The lack of high-level racing over the last two years was a significant factor in the fortunes of two Kiwis at the ILCA 6 (Laser Radial) world championships which finished up in Oman overnight (NZ time).
Annabelle Rennie-Younger and Olivia Christie both had disappointing regattas in Oman, finishing 54th and 57th respectively in a fleet of 63 boats.
Belgium's Emma Plasschaert picked up her second world title, edging Poland's Agata Barwinska on countback on a dramatic final day that saw Olympic champion Anne-Marie Rindom (Denmark) miss out on the medals after starting the day on top.
The world championships was the first international regatta for Rennie-Younger and Christie since the 2020 world championships in Australia last February. It was a bonus for them to attend, given they secured MIQ spots relatively close to the start of the regatta.
The pair showed glimpses of their potential at times, with Rennie-Younger rounding the top mark in the top 10 and both also showed some good speed.
"They've been off the scene for more than 18 months and that lack of hard racing showed," Yachting New Zealand new women's sailing manager and Laser Radial coach Jenny Armstrong said. "The conditions also didn't help, with every day under 10 knots so that, and the fact they also raced in one fleet, meant it was about as hard as it could have been for them.
"It was always going to be a hard ask to front at a world championships after such a long time in isolation in New Zealand but it was a valuable opportunity to re-engage with the international fleet. Expectations were realistic and the small fleet proved to be super-competitive.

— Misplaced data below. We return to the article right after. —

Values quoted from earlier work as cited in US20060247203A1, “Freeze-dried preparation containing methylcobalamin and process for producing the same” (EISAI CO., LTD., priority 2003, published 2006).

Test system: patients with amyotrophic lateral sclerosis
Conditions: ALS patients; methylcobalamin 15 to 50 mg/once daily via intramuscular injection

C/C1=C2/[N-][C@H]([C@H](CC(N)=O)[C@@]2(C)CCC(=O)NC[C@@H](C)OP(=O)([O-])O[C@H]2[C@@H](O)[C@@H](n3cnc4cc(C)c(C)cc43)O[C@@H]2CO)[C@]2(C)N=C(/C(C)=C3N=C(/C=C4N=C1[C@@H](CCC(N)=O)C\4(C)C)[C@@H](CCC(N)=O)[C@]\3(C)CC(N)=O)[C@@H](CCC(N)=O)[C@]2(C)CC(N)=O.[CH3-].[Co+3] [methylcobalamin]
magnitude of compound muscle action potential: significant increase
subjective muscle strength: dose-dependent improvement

"We will look to do a really good debrief when they get into MIQ and make a plan to address some of the areas they need to work on. What is clear from the results is that they need to do more top-level racing and training but it was a good learning opportunity for them and there are lots of areas to work on over the New Zealand summer."
Armstrong plans for the women's ILCA 6 squad, which also includes promising youngster Greta Pilkington, to train more frequently with this country's elite youth sailors and she's also looking to formalise arrangements for the squad to train in Europe and Australia next year.
The Government have already signalled an easing of MIQ requirements in 2022, which should open the way for more regular contact with the international fleets in all classes.
Christie admitted the world championships had been frustrating but was also encouraged by some of the progress she made throughout the regatta.
"It was a really tough regatta for us," Christie said. "We lacked big-fleet racing experience and the light winds and tight fleets meant bad starts and mistakes were super-costly.
"It didn't necessarily show in the results but I made big improvements in some areas, particularly starting. I'm also a lot more confident in my downwind speed and strategy now, which has previously been a weakness. A massive focus now will be on starting and clear air in the light winds, and working on gaining places all around the course."
The 2022 Laser national championships will be held at the Queen Charlotte Yacht Club in Picton next month and the next world championships are scheduled for China in September 2022, which Armstrong said will be the next major measuring stick.
Results and standings after the ILCA 6 (Laser Radial) world championships in Oman:
Women's ILCA 6 (63 boats)
1st: Emma Plasschaert (BEL) (29) 12 3 1 10 11 (25) 20 4 7 3 - 71 points
2nd: Agata Barwinska (POL) (37) 1 13 4 3 10 5 17 6 (21) 12 - 71 pts
3rd: Viktorija Andrulyte (LTU) 1 17 (25) 2 2 20 (28) 11 5 4 11 - 73 pts
54th: Annabelle Rennie-Younger (NZL) 47 (53) 46 26 (56) 46 49 22 47 44 34 - 361 pts
57th: Olivia Christie (NZL) 54 (58) 56 (64 BFD) 46 39 53 49 34 43 24 - 398 pts
- Pic: Olivia Christie in action at the ILCA 6 world championships. Photo: Lloyd Images.